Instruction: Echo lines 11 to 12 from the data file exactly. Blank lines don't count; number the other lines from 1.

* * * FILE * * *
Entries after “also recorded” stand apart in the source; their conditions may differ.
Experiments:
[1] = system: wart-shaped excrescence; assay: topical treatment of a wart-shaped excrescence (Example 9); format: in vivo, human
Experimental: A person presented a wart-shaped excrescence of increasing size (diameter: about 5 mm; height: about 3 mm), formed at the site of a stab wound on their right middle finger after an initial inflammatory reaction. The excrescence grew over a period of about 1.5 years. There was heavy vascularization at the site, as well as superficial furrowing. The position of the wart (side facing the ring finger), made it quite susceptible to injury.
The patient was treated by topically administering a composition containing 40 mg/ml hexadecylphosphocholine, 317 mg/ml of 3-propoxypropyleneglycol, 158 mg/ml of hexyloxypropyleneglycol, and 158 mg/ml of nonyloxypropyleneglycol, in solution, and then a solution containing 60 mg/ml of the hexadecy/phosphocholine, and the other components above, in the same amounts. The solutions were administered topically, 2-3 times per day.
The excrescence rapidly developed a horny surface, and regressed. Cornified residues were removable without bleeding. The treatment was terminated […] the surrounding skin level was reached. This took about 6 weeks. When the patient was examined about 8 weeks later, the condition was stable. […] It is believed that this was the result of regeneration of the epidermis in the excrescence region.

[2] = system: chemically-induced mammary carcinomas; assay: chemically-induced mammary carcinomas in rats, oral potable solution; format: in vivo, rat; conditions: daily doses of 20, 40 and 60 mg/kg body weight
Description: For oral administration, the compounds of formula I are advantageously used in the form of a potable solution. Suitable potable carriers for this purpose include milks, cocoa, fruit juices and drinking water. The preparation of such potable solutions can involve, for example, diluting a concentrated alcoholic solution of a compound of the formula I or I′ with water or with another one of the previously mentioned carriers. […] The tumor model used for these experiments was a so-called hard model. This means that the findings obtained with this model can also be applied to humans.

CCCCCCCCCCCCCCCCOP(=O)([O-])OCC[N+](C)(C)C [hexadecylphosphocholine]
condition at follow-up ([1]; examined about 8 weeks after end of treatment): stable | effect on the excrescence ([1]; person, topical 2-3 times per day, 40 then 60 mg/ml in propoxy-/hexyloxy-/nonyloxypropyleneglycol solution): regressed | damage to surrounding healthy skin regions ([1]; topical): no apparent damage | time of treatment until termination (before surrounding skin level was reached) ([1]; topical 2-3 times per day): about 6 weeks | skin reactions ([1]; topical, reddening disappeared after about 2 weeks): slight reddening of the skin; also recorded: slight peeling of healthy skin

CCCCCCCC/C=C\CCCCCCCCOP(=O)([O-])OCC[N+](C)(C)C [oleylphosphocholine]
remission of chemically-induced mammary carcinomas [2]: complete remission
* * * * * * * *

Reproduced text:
CCCCCCCC/C=C\CCCCCCCCOP(=O)([O-])OCC[N+](C)(C)C [oleylphosphocholine]
remission of chemically-induced mammary carcinomas [2]: complete remission